A sobering mid-life crisis fuels dissatisfaction in Philip Dimitrius, to the extent where the successful architect trades his marriage and career in for a spiritual exile on a remote Greek ... See full summary »
Exiled Prospero lives on a desolate island with his daughter, Miranda. When Prospero's usurping brother sails by the island, Prospero conjures a storm that wrecks the ship and changes all of their lives.
The RSC puts a modern spin on Shakespeare's Hamlet in this filmed-for-television version of their stage production. The Prince of Denmark seeks vengeance after his father is murdered and his mother marries the murderer.
In Julie Taymor's version of 'The Tempest,' the main character is now a woman named Prospera. Going back to the 16th or 17th century, women practicing the magical arts of alchemy were often convicted of witchcraft. In Taymor's version, Prospera is usurped by her brother and sent off with her four-year daughter on a ship. She ends up on an island; it's a tabula rasa: no society, so the mother figure becomes a father figure to Miranda. This leads to the power struggle and balance between Caliban and Prospera; a struggle not about brawn, but about intellect.Written by
The chessboard that Miranda uses is set up 90 degrees rotated from its proper position. Facing the board, each player should have a white square on the far right of their back rank. This board is positioned so that the black squares are on that side. See more »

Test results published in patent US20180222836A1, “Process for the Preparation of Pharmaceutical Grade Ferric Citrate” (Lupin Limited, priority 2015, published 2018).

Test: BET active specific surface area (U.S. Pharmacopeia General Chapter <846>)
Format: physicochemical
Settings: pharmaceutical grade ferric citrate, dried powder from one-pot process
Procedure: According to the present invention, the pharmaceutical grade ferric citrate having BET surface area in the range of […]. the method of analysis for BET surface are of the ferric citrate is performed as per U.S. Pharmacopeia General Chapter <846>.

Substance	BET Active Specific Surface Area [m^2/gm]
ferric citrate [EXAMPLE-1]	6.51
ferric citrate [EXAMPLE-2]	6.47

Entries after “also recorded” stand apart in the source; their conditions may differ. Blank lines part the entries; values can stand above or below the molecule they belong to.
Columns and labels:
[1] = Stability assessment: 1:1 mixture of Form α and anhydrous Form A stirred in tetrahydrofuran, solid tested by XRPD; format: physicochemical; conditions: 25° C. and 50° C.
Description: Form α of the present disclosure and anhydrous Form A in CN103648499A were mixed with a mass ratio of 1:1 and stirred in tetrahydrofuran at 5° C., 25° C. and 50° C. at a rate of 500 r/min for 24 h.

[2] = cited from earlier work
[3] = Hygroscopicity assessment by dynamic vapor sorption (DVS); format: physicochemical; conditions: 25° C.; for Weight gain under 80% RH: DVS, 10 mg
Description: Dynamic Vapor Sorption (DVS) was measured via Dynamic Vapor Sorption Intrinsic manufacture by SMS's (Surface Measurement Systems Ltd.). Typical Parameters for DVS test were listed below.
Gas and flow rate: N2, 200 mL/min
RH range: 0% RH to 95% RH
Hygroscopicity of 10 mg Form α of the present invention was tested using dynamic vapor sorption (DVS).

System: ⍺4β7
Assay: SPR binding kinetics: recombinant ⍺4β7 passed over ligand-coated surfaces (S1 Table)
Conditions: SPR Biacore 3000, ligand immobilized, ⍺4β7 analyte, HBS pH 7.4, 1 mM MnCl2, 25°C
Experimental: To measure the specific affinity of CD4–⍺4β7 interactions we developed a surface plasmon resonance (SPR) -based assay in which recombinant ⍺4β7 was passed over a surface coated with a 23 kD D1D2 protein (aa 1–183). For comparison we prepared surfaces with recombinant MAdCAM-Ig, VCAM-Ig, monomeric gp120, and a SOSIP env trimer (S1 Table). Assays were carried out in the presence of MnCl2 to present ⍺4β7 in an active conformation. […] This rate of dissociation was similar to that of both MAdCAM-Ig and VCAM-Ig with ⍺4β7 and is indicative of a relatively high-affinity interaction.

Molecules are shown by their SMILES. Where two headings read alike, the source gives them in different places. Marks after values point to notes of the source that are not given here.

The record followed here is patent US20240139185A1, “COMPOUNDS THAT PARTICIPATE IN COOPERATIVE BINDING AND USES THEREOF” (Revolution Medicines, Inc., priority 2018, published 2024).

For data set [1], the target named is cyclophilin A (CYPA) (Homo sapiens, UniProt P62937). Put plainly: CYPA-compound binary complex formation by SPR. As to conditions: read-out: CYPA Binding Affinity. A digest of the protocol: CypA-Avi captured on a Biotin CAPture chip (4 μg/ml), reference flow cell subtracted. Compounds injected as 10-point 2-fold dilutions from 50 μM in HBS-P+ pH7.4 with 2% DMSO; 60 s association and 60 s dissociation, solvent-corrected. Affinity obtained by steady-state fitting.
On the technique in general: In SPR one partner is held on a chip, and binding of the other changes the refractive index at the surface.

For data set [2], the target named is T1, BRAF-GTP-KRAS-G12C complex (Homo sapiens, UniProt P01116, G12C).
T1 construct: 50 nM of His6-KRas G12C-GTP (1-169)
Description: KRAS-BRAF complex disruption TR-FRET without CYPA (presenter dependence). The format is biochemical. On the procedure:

I am not a fan of male characters in Shakespeare being played by women, although it is only fair when you remember that when first written, all parts were played by men. However, I thought Helen Mirren did a brilliant and believable piece of work. At least the text had been adapted to reinforce the fact that she was female and we weren't expected to believe that she was Prospero and not Prospera. I thoroughly enjoyed this screen adaptation and although scenes that I looked forward to were cut out e.g., the Goddesses at the feast, the CGI was very clever. I thought that it was a mistake to make the casting of Caliban an African man, although he was disguised with scales and what looked like vertiligo. The purists see this play as about man's fear of anything different,(the other) and this plays into the post colonial criticisms by making the man black. Although Ben Wishaw did a sterling job as Ariel, it was a bit disconcerting to see his thin body running around naked. Especially at the beginning when he had to lie about with his leg discretely crossed in case he revealed anything he shouldn't. However, having acted in this play and seen several versions this was one of the best.
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